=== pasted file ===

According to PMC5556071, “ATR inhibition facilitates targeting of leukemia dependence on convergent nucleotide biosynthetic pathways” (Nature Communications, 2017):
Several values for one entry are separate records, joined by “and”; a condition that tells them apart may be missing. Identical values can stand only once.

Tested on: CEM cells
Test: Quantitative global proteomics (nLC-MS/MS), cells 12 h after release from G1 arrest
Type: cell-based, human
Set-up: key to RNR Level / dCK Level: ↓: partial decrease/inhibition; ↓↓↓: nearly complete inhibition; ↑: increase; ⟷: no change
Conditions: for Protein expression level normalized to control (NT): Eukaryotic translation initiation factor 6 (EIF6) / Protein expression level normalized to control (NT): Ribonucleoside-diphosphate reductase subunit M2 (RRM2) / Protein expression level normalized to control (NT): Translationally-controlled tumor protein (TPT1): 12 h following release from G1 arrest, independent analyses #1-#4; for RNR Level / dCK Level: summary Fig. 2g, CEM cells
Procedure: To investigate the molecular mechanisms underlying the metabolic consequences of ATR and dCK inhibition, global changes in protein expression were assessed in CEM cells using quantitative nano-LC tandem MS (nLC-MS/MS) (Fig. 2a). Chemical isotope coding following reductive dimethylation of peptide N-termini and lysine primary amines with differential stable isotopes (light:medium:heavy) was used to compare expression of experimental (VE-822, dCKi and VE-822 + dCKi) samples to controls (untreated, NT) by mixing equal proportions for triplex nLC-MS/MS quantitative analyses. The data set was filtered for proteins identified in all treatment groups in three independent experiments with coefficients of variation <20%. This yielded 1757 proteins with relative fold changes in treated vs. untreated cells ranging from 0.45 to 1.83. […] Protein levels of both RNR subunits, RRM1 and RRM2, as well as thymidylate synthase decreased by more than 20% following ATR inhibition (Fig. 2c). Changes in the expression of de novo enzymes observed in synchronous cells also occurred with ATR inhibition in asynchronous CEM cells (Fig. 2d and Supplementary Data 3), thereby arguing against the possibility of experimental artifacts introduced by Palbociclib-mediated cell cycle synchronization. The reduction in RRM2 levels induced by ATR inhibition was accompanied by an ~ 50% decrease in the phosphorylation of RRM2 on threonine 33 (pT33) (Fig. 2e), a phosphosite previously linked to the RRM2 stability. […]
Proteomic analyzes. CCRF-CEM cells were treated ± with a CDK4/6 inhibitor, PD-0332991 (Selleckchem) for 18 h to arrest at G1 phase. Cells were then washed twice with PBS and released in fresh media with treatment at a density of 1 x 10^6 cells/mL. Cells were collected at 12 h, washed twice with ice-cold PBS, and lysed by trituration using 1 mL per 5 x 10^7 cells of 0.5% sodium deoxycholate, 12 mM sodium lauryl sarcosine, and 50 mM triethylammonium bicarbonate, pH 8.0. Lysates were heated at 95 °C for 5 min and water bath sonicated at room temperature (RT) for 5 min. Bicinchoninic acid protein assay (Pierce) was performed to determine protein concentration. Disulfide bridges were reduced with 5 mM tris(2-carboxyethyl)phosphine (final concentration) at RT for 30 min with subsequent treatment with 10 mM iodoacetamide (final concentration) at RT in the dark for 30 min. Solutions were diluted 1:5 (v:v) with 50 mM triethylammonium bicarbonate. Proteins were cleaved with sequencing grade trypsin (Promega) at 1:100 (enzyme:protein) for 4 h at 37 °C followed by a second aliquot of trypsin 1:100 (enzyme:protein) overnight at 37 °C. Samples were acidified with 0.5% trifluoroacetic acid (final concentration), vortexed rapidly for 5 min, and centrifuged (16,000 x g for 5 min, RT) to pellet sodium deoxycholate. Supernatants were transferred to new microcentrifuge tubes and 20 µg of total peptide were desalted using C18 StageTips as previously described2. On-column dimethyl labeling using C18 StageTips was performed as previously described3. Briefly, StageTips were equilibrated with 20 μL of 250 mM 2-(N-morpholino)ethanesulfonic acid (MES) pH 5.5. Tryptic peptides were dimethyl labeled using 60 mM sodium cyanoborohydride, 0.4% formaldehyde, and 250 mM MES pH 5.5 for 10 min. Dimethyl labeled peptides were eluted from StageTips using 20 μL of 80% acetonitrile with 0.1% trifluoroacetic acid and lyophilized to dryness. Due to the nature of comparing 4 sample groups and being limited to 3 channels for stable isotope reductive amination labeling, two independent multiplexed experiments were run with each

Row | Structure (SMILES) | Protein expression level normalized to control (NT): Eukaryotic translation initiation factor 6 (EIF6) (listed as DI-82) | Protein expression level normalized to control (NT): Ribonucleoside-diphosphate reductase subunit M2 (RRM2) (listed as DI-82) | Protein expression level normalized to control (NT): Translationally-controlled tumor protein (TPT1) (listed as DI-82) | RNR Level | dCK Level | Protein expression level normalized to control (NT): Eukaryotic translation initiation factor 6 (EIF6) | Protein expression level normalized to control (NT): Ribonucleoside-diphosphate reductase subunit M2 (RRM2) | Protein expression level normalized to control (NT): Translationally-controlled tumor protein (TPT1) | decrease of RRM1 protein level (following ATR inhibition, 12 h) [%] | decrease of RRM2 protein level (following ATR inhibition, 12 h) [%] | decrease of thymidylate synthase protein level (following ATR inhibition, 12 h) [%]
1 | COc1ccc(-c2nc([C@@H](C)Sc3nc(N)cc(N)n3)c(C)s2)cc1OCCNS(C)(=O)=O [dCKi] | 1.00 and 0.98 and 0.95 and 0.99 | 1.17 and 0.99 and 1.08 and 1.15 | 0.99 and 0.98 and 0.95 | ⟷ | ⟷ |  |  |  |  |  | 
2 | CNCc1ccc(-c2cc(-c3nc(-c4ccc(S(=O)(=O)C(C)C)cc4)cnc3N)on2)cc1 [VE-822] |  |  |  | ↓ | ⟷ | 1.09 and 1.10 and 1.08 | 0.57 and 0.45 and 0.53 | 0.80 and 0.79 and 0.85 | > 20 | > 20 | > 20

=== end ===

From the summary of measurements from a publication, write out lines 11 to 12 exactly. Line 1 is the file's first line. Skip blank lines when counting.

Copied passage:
1 | COc1ccc(-c2nc([C@@H](C)Sc3nc(N)cc(N)n3)c(C)s2)cc1OCCNS(C)(=O)=O [dCKi] | 1.00 and 0.98 and 0.95 and 0.99 | 1.17 and 0.99 and 1.08 and 1.15 | 0.99 and 0.98 and 0.95 | ⟷ | ⟷ |  |  |  |  |  | 
2 | CNCc1ccc(-c2cc(-c3nc(-c4ccc(S(=O)(=O)C(C)C)cc4)cnc3N)on2)cc1 [VE-822] |  |  |  | ↓ | ⟷ | 1.09 and 1.10 and 1.08 | 0.57 and 0.45 and 0.53 | 0.80 and 0.79 and 0.85 | > 20 | > 20 | > 20